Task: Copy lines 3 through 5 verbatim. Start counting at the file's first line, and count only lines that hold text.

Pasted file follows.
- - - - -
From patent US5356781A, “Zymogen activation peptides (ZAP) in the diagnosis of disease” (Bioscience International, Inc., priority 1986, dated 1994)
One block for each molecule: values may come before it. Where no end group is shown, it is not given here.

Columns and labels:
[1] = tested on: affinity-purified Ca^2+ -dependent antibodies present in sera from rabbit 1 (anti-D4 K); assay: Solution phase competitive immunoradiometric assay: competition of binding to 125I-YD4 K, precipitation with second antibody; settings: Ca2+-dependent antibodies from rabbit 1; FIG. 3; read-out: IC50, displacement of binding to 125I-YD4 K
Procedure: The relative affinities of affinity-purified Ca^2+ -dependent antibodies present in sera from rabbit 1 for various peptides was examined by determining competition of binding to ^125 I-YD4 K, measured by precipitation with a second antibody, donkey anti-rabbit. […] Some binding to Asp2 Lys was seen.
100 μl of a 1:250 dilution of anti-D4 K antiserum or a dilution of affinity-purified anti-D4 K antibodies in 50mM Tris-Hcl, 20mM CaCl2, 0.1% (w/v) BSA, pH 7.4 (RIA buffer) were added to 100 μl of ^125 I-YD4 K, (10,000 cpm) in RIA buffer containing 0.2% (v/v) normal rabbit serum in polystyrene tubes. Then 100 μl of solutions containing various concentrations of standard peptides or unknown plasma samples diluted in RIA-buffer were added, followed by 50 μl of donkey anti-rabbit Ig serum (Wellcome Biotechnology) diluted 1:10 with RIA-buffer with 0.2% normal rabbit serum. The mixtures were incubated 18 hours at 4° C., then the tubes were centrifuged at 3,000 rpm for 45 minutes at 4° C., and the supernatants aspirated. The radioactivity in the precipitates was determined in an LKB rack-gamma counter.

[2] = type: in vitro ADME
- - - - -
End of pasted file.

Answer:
Columns and labels:
[1] = tested on: affinity-purified Ca^2+ -dependent antibodies present in sera from rabbit 1 (anti-D4 K); assay: Solution phase competitive immunoradiometric assay: competition of binding to 125I-YD4 K, precipitation with second antibody; settings: Ca2+-dependent antibodies from rabbit 1; FIG. 3; read-out: IC50, displacement of binding to 125I-YD4 K
Procedure: The relative affinities of affinity-purified Ca^2+ -dependent antibodies present in sera from rabbit 1 for various peptides was examined by determining competition of binding to ^125 I-YD4 K, measured by precipitation with a second antibody, donkey anti-rabbit. […] Some binding to Asp2 Lys was seen.